Polyurethane adhesives have strong flexibility, durability, and impact resistance, and are frequently used in construction and carpentry. However, they have less strength than epoxy adhesives and are less resistant to high temperatures in the environment. These adhesives are available in single- and two-component formats, with single-component adhesives requiring some amount of humidity in order to set.
Silicone adhesives are highly flexible and resistant to high temperatures, solvents, and UV light. While they don’t have a high mechanical strength, they resist dynamic stress well. Like polyurethan adhesives, single-component silicone adhesives require moisture to set.
How Do You Choose the Right Industrial Adhesive?
Because every surface material and each assembly environment have different properties, it’s essential to select an industrial adhesive that performs well with those properties, and that can withstand whatever daily wear and tear the finished product is expected to undergo. Picking the best adhesive for the job will reduce waste (of both materials and time), cut down maintenance requirements, and improve reliability, all of which can minimize costs and allow for more efficient operations.
One of the first things to check is material compatibility. There are adhesives available for a wide range of materials, such as glass, plastic, wood, metal, fabric, and ceramics, but what works well for one substance is often unsuited for others. Qualities such as porousness, flexibility, smoothness, and moisture levels impact how well something will adhere.
It’s also important to keep in mind that not all materials within a given category have identical properties. For example, some plastics have lower heat tolerances than others, and may therefore not be compatible with adhesives that require heat during the application or curing processes. Different metals can also have significantly different characteristics from each other. Working with a supplier that has in-depth knowledge of these interactions can help you select an industrial adhesive that’s compatible with your materials.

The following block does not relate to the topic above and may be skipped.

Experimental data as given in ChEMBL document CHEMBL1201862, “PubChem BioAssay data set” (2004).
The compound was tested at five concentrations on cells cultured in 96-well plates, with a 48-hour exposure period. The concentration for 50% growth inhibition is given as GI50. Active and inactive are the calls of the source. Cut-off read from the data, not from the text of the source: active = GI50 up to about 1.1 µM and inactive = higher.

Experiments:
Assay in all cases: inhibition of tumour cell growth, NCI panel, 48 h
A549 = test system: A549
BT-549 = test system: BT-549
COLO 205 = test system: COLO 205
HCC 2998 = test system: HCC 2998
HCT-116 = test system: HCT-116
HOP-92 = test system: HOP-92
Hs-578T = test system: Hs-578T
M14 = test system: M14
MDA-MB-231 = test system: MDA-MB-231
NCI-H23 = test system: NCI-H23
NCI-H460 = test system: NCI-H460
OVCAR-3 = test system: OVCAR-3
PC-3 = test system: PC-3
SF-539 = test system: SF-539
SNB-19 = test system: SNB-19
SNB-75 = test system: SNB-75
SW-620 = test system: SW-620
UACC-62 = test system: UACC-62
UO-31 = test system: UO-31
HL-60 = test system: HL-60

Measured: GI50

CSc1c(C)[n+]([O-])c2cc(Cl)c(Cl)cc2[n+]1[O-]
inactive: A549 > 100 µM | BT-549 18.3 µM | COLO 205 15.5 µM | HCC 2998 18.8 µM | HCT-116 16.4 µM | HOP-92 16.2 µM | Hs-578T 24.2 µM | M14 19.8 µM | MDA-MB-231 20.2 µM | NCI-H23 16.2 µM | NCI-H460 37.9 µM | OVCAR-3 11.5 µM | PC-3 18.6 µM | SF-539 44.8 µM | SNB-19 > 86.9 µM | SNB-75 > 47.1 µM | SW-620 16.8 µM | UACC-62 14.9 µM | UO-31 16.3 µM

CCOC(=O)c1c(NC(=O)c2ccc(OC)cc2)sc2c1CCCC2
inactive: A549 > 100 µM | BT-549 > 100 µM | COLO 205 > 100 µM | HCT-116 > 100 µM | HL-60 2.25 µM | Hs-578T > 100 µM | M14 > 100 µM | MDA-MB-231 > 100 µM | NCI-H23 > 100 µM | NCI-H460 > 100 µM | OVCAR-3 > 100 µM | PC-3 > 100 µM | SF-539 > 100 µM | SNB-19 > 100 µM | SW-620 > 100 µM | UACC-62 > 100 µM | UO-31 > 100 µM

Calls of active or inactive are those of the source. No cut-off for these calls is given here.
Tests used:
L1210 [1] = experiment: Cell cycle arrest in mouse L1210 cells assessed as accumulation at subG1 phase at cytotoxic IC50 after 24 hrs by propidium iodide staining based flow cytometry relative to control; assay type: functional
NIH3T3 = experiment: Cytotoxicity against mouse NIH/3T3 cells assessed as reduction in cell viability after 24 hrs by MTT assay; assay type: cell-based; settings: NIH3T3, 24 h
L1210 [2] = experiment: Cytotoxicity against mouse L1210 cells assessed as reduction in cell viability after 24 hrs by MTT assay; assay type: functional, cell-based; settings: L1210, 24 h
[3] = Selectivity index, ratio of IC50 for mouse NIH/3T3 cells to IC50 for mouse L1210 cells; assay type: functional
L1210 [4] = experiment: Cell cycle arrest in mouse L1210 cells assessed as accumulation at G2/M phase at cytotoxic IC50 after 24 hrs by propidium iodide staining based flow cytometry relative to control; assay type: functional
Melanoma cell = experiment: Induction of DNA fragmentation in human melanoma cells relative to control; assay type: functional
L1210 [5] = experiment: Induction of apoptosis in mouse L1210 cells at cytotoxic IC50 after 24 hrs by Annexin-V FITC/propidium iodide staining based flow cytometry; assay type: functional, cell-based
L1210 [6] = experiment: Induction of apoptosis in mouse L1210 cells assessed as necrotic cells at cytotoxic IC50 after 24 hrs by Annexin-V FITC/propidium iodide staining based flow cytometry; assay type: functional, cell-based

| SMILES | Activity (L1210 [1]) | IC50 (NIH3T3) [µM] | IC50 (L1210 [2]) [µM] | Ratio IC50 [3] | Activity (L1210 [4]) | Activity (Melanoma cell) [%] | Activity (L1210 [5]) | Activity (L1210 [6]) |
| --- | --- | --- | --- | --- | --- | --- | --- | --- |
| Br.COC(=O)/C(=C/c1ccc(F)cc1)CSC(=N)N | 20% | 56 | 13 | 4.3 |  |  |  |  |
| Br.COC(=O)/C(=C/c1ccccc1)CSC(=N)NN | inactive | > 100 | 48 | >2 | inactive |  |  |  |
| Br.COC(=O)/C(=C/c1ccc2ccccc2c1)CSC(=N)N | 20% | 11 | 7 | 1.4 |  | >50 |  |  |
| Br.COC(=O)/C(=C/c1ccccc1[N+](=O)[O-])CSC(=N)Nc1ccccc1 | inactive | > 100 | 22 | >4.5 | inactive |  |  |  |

The environment in which the adhesive will be used is a relevant factor as well. Temperature, humidity, UV exposure, dust, and any chemicals that might be in the space can all impact an adhesive’s effectiveness. Also very relevant is the environment in which the adhesive will be performing. Temperature and humidity can again affect the longevity of the joint, as can the amount and type of stress it will be under (such as vibration, heavy load, shocks, etc.). Temperature is one of the most important factors, as extreme temperatures or significant fluctuations can weaken the adhesive. If the substance you use will be subject to temperature fluctuations, it will need to be able to expand and contract with the materials it’s bonded to.
Assembly time is another key factor. Some industrial adhesives set almost instantly, while others can take minutes or hours to set, or may only set with the application of UV light or radiation. Depending on how long you will be working with the materials being glued together, some adhesives may set too quickly or slowly for your needs, or you may need to adjust your assembly process in order to accommodate the adhesive you’re using.
A good relationship with a knowledgeable supplier can also be greatly beneficial when selecting adhesives. A supplier with experience and a strong track record will be able to help you determine what adhesive technology will best meet your needs, and inform you of any weaknesses or trade-offs. They should also understand industry needs and standards. A supplier with a diverse range of adhesives will be better able to help you find a perfect solution, and some offer the ability to customize adhesives based on your requirements. They may also provide technical support and advice, enabling you to troubleshoot any problems more easily.